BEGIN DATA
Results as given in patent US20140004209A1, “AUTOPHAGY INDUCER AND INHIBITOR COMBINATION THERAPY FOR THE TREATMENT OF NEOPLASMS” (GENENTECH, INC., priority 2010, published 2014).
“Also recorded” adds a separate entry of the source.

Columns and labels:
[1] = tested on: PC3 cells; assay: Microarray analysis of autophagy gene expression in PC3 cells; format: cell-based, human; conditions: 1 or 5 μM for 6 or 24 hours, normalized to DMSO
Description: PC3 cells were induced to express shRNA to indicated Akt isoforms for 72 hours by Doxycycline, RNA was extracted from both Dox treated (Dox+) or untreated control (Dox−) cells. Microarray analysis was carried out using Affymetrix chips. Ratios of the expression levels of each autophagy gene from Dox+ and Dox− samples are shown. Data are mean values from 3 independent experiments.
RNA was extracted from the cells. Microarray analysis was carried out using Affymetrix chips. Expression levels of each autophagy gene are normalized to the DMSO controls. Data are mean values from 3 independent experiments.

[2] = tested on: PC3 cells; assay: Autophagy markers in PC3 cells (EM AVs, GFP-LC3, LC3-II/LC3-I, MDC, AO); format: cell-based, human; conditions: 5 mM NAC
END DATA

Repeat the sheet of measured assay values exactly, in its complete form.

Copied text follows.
Results as given in patent US20140004209A1, “AUTOPHAGY INDUCER AND INHIBITOR COMBINATION THERAPY FOR THE TREATMENT OF NEOPLASMS” (GENENTECH, INC., priority 2010, published 2014).
“Also recorded” adds a separate entry of the source.

Columns and labels:
[1] = tested on: PC3 cells; assay: Microarray analysis of autophagy gene expression in PC3 cells; format: cell-based, human; conditions: 1 or 5 μM for 6 or 24 hours, normalized to DMSO
Description: PC3 cells were induced to express shRNA to indicated Akt isoforms for 72 hours by Doxycycline, RNA was extracted from both Dox treated (Dox+) or untreated control (Dox−) cells. Microarray analysis was carried out using Affymetrix chips. Ratios of the expression levels of each autophagy gene from Dox+ and Dox− samples are shown. Data are mean values from 3 independent experiments.
RNA was extracted from the cells. Microarray analysis was carried out using Affymetrix chips. Expression levels of each autophagy gene are normalized to the DMSO controls. Data are mean values from 3 independent experiments.

[2] = tested on: PC3 cells; assay: Autophagy markers in PC3 cells (EM AVs, GFP-LC3, LC3-II/LC3-I, MDC, AO); format: cell-based, human; conditions: 5 mM NAC